The Buddhist Who Retreated-And Then Died
When Ian Thorson was discovered dead in a cave in 2012, an unflinching light was shone on the strange world of Tibertan Buddhists—especially its leader Michael Roach.
Three years ago, the Tibetan Buddhist community in America became mired in scandal when a longtime devotee died in the Arizona desert, after being expelled from the community’s nearby retreat center.
Many details surrounding 38-year-old Ian Thorson’s death were not unique to the spiritual community that had indoctrinated him.
Like other religious sects, the group was shrouded in secrecy, though rumors emerged of bizarre sexual practices and violent rituals. Its charismatic leader, Michael Roach, was known for his unorthodox and uniquely Americanized brand of Tibetan Buddhism.
In many ways it was a familiar story, except that it was incongruous with popular Western conceptions of Tibetan Buddhists with prayer flags and wise, chaste monks.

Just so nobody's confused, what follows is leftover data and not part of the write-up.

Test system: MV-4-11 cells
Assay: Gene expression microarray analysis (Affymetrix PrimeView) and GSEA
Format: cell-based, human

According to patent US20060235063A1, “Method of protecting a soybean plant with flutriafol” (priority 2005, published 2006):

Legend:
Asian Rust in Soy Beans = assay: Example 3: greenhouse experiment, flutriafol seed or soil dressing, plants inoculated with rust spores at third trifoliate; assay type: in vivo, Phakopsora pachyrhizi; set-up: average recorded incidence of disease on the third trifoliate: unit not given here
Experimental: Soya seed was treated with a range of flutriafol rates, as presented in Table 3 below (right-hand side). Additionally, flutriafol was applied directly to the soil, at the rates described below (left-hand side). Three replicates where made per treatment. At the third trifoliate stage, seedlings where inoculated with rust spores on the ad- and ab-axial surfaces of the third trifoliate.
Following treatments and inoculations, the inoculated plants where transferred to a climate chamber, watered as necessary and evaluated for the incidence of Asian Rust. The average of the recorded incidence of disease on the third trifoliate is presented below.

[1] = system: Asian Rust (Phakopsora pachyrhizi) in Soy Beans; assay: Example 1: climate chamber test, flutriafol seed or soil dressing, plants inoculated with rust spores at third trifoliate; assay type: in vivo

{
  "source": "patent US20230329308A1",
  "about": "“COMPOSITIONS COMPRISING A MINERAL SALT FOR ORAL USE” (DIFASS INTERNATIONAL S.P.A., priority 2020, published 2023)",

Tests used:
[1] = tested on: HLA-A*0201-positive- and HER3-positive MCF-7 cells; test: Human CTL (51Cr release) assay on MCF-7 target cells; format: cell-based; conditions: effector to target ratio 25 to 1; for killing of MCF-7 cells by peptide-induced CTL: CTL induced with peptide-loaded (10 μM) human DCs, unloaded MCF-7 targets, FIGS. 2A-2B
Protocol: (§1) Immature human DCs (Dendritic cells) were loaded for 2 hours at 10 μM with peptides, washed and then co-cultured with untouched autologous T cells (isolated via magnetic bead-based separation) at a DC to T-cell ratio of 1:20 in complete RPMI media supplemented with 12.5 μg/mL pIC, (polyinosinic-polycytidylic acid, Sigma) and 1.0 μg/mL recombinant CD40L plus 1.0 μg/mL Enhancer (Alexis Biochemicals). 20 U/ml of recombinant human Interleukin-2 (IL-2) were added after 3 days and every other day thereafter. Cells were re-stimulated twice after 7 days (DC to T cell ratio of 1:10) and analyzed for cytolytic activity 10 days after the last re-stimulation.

Roach was a monk by title, but he seemingly made up his own rules. And the more popular he became among neophyte devotees in America, the more traditional Tibetan Buddhists urged him to remove his robes.
Still, Roach’s oversimplified teachings appealed to Americans, particularly wealthy corporate types and lost souls looking for spiritual guidance. His power and influence—indeed his success—went largely unchecked until Thorson’s death in 2012.
In the year after the New York Times broke that story, Roach and Diamond Mountain became the subject of multiple investigative features, including one for this website. Rolling Stone and Playboy both published exhaustive stories.
Now, Scott Carney, who wrote the Playboy feature, has resuscitated the three-year-old saga surrounding Thorson’s death with his new book, Death on Diamond Mountain.
Carney thoroughly revisits Thorson’s life and death, and—through a series of meetings with Thorson’s mother—details how Thorson found Roach, Diamond Mountain, and the woman he would spend his final moments with, his wife Christie McNally.
Roach has only spoken obliquely about Thorson’s death, and has often implied that he was mentally unstable and had a rough childhood.